"It's such a great state, such a small state, not too many professional athletes come out of there. [Brian] Urlacher [the Chicago Bears football player], Matt Moore [the Tampa Bay pitcher who actually was born in Florida but was raised out west]. Every time I go back to New Mexico, it doesn't matter what city, people tell me how proud they are of me and stuff."
Ross has been playing in Boston for just four months, a late-January signing by the Red Sox after the 31-year-old outfielder was unable to land the three-year deal he was hoping to procure from the Giants, his last team, or another club in free agency. Sox GM Ben Cherington gave him a one-year deal, and Ross is now playing the position, right field, occupied by the previous wearer of No. 7, J.D. Drew, who signed for five years and tens of millions more than Ross did. Put it to a vote in New England on Thursday night, and Ross would be here for the long haul, too.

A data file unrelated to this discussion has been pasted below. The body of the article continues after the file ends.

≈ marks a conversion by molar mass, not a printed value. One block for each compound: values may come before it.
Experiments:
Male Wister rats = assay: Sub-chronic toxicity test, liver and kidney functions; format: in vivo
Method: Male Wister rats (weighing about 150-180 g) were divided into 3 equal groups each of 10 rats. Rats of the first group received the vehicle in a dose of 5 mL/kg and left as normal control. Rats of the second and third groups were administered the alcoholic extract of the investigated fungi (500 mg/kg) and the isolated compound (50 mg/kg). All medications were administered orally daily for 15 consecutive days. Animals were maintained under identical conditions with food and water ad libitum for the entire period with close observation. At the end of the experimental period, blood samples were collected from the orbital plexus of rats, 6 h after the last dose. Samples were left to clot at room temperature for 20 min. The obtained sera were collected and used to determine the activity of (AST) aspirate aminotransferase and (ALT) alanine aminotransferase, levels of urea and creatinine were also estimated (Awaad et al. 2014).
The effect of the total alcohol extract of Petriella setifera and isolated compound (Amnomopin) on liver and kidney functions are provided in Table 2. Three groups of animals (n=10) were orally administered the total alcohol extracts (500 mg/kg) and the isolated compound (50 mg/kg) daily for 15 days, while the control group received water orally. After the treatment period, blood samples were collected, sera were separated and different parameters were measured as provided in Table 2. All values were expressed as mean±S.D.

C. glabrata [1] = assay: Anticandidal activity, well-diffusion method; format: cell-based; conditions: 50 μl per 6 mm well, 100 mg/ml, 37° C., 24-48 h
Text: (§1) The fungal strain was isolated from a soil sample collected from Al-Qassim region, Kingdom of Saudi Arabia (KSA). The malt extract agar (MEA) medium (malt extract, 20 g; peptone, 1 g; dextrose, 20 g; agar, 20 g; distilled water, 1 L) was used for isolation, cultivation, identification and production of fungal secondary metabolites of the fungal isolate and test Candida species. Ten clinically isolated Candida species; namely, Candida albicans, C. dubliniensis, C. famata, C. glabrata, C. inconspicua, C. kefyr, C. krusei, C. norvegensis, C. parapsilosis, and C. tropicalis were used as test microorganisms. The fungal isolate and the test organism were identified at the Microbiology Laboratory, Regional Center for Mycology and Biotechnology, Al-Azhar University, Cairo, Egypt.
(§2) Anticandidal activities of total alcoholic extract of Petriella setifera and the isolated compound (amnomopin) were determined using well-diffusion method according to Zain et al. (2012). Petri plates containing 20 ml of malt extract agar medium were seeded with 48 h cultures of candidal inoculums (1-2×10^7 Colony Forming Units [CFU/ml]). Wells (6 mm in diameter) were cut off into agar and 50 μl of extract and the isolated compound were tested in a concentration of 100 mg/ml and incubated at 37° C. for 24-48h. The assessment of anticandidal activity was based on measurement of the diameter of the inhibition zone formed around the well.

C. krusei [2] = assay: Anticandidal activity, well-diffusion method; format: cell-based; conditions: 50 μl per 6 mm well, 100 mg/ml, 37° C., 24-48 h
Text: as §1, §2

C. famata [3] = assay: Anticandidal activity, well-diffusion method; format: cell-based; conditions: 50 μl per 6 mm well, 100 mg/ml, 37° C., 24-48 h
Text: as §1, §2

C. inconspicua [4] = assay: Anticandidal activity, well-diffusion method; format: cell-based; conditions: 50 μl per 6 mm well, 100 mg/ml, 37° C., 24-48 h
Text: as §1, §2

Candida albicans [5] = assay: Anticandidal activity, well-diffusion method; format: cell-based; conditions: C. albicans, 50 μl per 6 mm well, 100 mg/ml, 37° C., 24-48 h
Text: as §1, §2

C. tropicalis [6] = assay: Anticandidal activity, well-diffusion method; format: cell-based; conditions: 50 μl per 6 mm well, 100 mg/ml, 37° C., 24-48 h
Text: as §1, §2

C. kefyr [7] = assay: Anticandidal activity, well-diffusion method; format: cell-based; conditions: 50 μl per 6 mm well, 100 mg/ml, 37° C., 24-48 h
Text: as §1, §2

"I remember the excitement in Ben's voice when he said, 'We've got a player who's really going to help us,'" manager Bobby Valentine said. "As an announcer, I did some of Cody's postseason and some of his San Francisco stuff.
"I love his smile. I love his swing. I love his energy. What's there not to love? Especially tonight. And he's not getting traded, in case anyone is thinking. We don't want to start another rumor. That was great."
This was something the Sox had not seen in almost two months. They'd had just one other walk-off win all season, when Jarrod Saltalamacchia came off the bench and hit a pinch two-run home run to beat the Rays on May 26, 3-2, at Fenway. You have to go back to 1995, and Troy O'Leary, to find the last time the Sox came into the ninth inning without a run and scored all of their runs on a home run.
But Ross came here with a reputation for big hits, one fashioned in 2010 when he hit five home runs in the postseason to help carry the Giants to their first-ever World Series title in San Francisco.
"I want to be the guy up every time in that situation," he said of coming to the plate to face Addison Reed, Chicago's rookie closer, after singles by Carl Crawford and Adrian Gonzalez off lefty reliever Matt Thornton had given the Sox a chance for some late-night melodrama.